4139Re: [NH] background
- Oct 31, 2003Neil Felton wrote:
>I certainly don't understand the pros and cons of URL in the doc type. BeIt's browser trickery. When all browsers went for greater standard compliance they had to come up with something so legacy documents wouldn't render as a total mess in new browsers. Newer browsers have two rendering modes called Standards (or Strict) and Quirks Mode. When in Quirks Mode they emulate earlier versions of themselves. The first browser that did this used the doctype as a trigger for what mode to use. All the others of course followed suite but not necessarily in the same way. IMO it's all idiotic. Better would have been to invent a meta tag or something for the purpose. Anyway, basically a doctype declaration *with* a URL gives you Standards Mode. You can find a lot about this if you google for "doctype switching". Here are a few...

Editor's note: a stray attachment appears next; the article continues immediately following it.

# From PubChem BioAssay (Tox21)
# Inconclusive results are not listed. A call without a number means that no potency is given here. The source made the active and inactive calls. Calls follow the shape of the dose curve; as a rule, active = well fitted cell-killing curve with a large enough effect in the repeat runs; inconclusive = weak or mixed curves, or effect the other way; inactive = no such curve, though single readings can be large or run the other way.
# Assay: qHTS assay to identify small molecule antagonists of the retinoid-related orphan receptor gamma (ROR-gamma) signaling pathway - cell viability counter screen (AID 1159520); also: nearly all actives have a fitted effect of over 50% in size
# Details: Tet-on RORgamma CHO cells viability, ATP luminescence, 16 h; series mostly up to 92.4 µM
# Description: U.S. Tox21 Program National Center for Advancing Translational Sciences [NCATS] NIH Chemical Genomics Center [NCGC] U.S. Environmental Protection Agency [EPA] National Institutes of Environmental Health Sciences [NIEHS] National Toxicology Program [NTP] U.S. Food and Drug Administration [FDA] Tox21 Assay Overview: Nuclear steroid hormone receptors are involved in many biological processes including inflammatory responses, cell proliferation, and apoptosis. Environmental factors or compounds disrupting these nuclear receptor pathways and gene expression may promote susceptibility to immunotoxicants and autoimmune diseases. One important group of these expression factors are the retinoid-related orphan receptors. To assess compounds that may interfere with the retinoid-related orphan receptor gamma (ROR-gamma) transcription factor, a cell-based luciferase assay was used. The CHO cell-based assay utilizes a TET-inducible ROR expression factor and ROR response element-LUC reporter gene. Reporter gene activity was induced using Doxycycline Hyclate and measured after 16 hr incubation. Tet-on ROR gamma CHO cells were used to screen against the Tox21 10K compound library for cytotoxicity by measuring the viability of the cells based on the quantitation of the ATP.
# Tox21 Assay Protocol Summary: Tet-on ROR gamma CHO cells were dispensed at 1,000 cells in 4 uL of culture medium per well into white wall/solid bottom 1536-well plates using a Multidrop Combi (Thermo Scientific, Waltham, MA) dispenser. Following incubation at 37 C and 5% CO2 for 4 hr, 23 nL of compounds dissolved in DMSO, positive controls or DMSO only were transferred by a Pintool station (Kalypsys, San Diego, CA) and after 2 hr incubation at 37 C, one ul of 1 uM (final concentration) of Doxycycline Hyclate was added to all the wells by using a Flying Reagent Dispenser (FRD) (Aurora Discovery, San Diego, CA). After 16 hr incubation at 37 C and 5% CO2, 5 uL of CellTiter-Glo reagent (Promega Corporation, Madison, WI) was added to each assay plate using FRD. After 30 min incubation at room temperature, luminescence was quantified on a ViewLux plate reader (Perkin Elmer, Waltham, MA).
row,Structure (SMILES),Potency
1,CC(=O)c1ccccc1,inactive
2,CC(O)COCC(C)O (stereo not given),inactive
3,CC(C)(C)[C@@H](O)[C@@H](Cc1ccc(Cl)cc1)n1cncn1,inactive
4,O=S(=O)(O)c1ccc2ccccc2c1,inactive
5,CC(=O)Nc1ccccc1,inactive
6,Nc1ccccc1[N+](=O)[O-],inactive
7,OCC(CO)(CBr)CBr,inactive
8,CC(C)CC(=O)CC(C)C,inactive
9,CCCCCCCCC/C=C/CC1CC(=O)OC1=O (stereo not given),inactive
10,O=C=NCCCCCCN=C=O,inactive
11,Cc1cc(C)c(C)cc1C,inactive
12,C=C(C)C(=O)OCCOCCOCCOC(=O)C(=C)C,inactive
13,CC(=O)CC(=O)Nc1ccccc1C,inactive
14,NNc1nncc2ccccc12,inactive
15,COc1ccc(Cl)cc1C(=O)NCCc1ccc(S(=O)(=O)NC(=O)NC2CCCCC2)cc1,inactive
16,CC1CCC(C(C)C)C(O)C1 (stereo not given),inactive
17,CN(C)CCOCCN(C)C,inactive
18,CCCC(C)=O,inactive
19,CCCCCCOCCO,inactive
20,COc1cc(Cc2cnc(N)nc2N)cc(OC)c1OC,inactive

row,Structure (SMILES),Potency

>interested to hear some comments.
Activating the Right Layout Mode Using the Doctype Declaration
Doctype switching and standards compliance in Internet Explorer and Netscape
Mozilla's DOCTYPE sniffing
CSS Enhancements in Internet Explorer 6
The Opera 7 DOCTYPE Switches
>It was with the URL that the quirky code didn't work, so I reckon that'sYes, I think most people that even bother to use a doctype wants standards mode. Something that can be handy to know though is that if you put anything at all before the doctype line IE6 goes into quirks mode. It may be the XML declaration if you write XHTML or simply an ordinary comment. If one encounters on of IE6's nasty display bugs it often helps to put it in quirks mode. This way one can do that while keeping other browsers in Strict Mode. Of course IE then displays other bugs but that doesn't really matter since one has to take care of the old IE5.x bugs anyway. LOL
>probably a good thing. I mean how loose does one want to be? I am just about
>entirely css now but some of my older pages are not....
Imagine how easy this would be if it wasn't for browsers!
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